Mitch – who passed away in December 2020 – had coached his son Shane and some of his other children. Mitch’s daughter Kelly was more of a runner.
“My interest in throwing also came from my dad,” Shane said, “so that kind of evolved into Brady.”
On the other hand, Shane helped coach his son Brady, starting when he entered middle school.
“It’s always been a family thing,” Brady said. “… That’s how it started, it was just a little family competition.”
As Shane explained, many high schools in the area don’t have a dedicated throwing coach.
“Having a father and grandfather who kind of taught him to learn it properly at a young age was also pretty big,” Shane said.
As part of the BGMR/Freeze Track and Field program, Skeim competed primarily in throwing competitions and competed in some relay competitions when required. As far as throwing goes, Brady has put in the time.
“Throwing, you know, is a very technical sport,” Shane said. “And the earlier you start developing good technique, the more important it is to have someone who can show you these things so you don’t learn anything wrong.”
Brady’s throwing practice involved developing that technique—that footwork. In the offseason, he lifted heavy weights and was a three-sport athlete — one who was also involved in hockey and soccer. He also attended a summer throwing program at Gustavus Adolphus College in St. Peter, Minn.
“The track season is pretty short, so a lot of the work happens in the off-season if you want to be successful at that,” Shane said. “…Our weather isn’t exactly conducive to casting outside often, especially for the discus fish, so try to find a spot inside to cast in the off-season when it’s cold, rainy, wet or whatever.” “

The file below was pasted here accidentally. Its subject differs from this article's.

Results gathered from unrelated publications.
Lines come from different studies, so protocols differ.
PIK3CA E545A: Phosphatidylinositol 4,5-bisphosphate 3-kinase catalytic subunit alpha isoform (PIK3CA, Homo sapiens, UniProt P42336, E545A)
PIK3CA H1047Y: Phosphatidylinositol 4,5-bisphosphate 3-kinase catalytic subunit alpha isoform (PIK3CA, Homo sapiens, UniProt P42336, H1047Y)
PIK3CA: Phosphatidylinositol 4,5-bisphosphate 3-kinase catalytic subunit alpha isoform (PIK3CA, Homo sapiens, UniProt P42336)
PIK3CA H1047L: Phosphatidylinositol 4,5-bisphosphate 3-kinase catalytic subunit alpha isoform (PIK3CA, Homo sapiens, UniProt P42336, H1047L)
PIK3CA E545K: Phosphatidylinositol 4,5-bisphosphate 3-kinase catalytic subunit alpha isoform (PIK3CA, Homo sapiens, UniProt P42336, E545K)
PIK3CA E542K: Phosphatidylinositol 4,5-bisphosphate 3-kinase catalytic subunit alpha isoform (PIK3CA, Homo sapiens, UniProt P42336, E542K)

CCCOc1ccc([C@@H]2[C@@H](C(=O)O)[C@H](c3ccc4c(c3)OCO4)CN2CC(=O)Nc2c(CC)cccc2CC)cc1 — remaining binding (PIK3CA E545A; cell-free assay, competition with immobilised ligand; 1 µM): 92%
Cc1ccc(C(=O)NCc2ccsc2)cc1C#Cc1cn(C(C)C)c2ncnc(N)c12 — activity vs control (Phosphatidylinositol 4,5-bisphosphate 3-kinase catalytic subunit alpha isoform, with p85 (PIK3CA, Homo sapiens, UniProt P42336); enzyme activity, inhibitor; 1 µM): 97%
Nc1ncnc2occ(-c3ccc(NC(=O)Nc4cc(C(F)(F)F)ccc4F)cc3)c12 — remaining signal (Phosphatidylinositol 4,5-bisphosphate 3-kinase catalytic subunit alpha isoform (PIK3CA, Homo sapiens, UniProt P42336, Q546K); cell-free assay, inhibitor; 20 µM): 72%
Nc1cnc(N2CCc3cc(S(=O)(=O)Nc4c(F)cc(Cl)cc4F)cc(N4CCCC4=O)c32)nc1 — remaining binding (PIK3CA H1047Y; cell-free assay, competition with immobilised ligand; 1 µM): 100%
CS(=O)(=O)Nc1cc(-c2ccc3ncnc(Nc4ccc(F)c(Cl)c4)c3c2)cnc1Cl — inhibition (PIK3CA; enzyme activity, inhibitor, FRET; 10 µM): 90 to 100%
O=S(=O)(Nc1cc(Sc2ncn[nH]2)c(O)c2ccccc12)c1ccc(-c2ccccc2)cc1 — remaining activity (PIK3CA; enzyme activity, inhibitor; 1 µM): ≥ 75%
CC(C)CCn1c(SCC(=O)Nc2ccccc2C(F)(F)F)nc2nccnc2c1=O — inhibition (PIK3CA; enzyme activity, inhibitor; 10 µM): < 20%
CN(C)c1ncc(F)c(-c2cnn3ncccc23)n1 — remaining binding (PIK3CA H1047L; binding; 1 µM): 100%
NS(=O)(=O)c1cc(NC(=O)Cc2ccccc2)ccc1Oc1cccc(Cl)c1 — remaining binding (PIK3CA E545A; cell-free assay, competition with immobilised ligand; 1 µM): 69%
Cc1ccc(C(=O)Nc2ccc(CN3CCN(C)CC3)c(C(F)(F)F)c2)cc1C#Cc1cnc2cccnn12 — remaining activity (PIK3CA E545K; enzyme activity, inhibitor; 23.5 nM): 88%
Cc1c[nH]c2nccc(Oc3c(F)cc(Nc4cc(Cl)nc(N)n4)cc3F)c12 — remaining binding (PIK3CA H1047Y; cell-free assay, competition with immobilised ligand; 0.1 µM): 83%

Fast forward back to his later high school years: Brady advanced to the state meet as a junior in both the shot put and discus – his first time in the state. There he missed the final rounds and a state medal.
“Last year … was pretty cool coming to the state,” Brady said. “…I came into my junior season knowing I was ranked pretty high. I should show off this year. I ended up putting it all together in the postseason that year and went (to testify) for both the recording and the disc (us).
The mindset changed towards his final season.
“I think going into this year the mindset is, let’s do it again, repeat, come back, throw some more,” Brady said. “…Reaching the state finals was definitely a big goal this year because it’s the top nine pitchers in your class across the state going head-to-head, which is really cool.”
He made the bottom nine this year, throwing about his season average. His best throw in state – the one that got him sixth place – came in at 151-00.
As long as he got over that 150 foot mark, he’d be pretty happy with that. When he achieved that, he was satisfied.
“I was still trying to go further, but I mean, I wasn’t expecting a miracle there,” Brady said. “But I was very happy with how it ended … I went in, I did what I could, I did what I did all year, and then I got a state medal.”
For the full story, read the June 30 edition of North Star News in print or online.